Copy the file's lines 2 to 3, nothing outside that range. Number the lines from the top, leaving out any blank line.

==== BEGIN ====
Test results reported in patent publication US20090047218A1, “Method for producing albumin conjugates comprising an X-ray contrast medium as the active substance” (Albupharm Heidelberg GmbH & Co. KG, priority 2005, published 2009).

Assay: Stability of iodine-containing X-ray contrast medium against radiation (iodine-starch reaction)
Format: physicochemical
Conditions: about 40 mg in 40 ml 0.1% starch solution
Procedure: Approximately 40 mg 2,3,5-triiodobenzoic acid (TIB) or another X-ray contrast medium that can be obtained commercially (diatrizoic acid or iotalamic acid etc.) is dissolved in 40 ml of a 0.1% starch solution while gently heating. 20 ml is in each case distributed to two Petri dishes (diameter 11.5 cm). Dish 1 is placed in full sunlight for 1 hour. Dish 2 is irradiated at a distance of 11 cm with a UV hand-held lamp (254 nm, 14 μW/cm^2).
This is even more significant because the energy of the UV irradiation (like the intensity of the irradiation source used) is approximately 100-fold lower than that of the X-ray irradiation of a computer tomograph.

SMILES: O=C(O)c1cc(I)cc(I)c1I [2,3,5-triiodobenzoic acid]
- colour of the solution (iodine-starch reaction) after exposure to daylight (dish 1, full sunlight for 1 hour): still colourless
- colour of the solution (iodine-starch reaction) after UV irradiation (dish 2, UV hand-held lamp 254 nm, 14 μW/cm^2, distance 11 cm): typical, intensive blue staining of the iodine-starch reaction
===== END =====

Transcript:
Assay: Stability of iodine-containing X-ray contrast medium against radiation (iodine-starch reaction)
Format: physicochemical